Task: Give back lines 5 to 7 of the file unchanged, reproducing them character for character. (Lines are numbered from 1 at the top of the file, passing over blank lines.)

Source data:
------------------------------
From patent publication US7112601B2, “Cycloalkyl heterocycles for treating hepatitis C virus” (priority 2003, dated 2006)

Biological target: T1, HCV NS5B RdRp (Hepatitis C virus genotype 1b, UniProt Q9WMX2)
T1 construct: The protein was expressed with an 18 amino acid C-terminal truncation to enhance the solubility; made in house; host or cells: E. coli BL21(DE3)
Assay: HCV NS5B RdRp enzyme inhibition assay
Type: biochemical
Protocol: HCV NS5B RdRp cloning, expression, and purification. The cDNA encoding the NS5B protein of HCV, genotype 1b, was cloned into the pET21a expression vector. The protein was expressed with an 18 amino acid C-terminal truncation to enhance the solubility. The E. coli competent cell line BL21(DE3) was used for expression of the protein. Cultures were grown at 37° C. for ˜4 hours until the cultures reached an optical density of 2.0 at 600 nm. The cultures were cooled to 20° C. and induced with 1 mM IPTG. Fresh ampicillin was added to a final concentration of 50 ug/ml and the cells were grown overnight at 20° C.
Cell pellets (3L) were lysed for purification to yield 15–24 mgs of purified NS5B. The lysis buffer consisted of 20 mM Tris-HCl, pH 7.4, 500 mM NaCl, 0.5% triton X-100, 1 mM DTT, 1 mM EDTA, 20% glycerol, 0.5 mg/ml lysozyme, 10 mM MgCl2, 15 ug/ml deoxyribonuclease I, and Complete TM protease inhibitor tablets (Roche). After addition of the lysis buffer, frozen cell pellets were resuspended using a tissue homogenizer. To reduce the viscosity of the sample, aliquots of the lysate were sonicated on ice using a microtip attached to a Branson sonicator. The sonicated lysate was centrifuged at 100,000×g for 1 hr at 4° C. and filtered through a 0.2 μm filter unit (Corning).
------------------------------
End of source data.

Type: biochemical
Protocol: HCV NS5B RdRp cloning, expression, and purification. The cDNA encoding the NS5B protein of HCV, genotype 1b, was cloned into the pET21a expression vector. The protein was expressed with an 18 amino acid C-terminal truncation to enhance the solubility. The E. coli competent cell line BL21(DE3) was used for expression of the protein. Cultures were grown at 37° C. for ˜4 hours until the cultures reached an optical density of 2.0 at 600 nm. The cultures were cooled to 20° C. and induced with 1 mM IPTG. Fresh ampicillin was added to a final concentration of 50 ug/ml and the cells were grown overnight at 20° C.
Cell pellets (3L) were lysed for purification to yield 15–24 mgs of purified NS5B. The lysis buffer consisted of 20 mM Tris-HCl, pH 7.4, 500 mM NaCl, 0.5% triton X-100, 1 mM DTT, 1 mM EDTA, 20% glycerol, 0.5 mg/ml lysozyme, 10 mM MgCl2, 15 ug/ml deoxyribonuclease I, and Complete TM protease inhibitor tablets (Roche). After addition of the lysis buffer, frozen cell pellets were resuspended using a tissue homogenizer. To reduce the viscosity of the sample, aliquots of the lysate were sonicated on ice using a microtip attached to a Branson sonicator. The sonicated lysate was centrifuged at 100,000×g for 1 hr at 4° C. and filtered through a 0.2 μm filter unit (Corning).